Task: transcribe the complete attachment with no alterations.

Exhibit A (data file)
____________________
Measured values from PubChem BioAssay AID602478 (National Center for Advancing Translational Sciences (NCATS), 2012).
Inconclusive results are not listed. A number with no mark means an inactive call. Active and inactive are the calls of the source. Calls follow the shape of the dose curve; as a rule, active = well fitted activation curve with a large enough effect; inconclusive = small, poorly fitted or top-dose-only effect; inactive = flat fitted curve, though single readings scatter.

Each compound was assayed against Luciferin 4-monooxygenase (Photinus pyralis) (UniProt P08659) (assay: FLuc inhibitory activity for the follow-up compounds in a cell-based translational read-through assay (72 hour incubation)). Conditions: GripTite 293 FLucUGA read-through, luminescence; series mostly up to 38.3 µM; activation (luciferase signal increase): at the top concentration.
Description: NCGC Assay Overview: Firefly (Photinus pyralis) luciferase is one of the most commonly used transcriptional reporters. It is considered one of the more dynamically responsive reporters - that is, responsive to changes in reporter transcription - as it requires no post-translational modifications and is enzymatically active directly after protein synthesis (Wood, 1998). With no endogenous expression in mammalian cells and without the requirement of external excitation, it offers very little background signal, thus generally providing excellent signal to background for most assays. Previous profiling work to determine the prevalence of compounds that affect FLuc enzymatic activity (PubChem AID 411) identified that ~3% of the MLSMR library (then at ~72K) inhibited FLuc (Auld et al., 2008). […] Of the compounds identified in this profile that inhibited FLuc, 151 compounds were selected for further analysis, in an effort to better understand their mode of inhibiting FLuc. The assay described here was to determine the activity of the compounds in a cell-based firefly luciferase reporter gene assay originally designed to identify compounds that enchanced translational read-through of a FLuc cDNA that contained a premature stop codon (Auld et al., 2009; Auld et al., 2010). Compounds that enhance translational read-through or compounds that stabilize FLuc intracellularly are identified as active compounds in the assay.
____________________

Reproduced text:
Measured values from PubChem BioAssay AID602478 (National Center for Advancing Translational Sciences (NCATS), 2012).
Inconclusive results are not listed. A number with no mark means an inactive call. Active and inactive are the calls of the source. Calls follow the shape of the dose curve; as a rule, active = well fitted activation curve with a large enough effect; inconclusive = small, poorly fitted or top-dose-only effect; inactive = flat fitted curve, though single readings scatter.

Each compound was assayed against Luciferin 4-monooxygenase (Photinus pyralis) (UniProt P08659) (assay: FLuc inhibitory activity for the follow-up compounds in a cell-based translational read-through assay (72 hour incubation)). Conditions: GripTite 293 FLucUGA read-through, luminescence; series mostly up to 38.3 µM; activation (luciferase signal increase): at the top concentration.
Description: NCGC Assay Overview: Firefly (Photinus pyralis) luciferase is one of the most commonly used transcriptional reporters. It is considered one of the more dynamically responsive reporters - that is, responsive to changes in reporter transcription - as it requires no post-translational modifications and is enzymatically active directly after protein synthesis (Wood, 1998). With no endogenous expression in mammalian cells and without the requirement of external excitation, it offers very little background signal, thus generally providing excellent signal to background for most assays. Previous profiling work to determine the prevalence of compounds that affect FLuc enzymatic activity (PubChem AID 411) identified that ~3% of the MLSMR library (then at ~72K) inhibited FLuc (Auld et al., 2008). […] Of the compounds identified in this profile that inhibited FLuc, 151 compounds were selected for further analysis, in an effort to better understand their mode of inhibiting FLuc. The assay described here was to determine the activity of the compounds in a cell-based firefly luciferase reporter gene assay originally designed to identify compounds that enchanced translational read-through of a FLuc cDNA that contained a premature stop codon (Auld et al., 2009; Auld et al., 2010). Compounds that enhance translational read-through or compounds that stabilize FLuc intracellularly are identified as active compounds in the assay.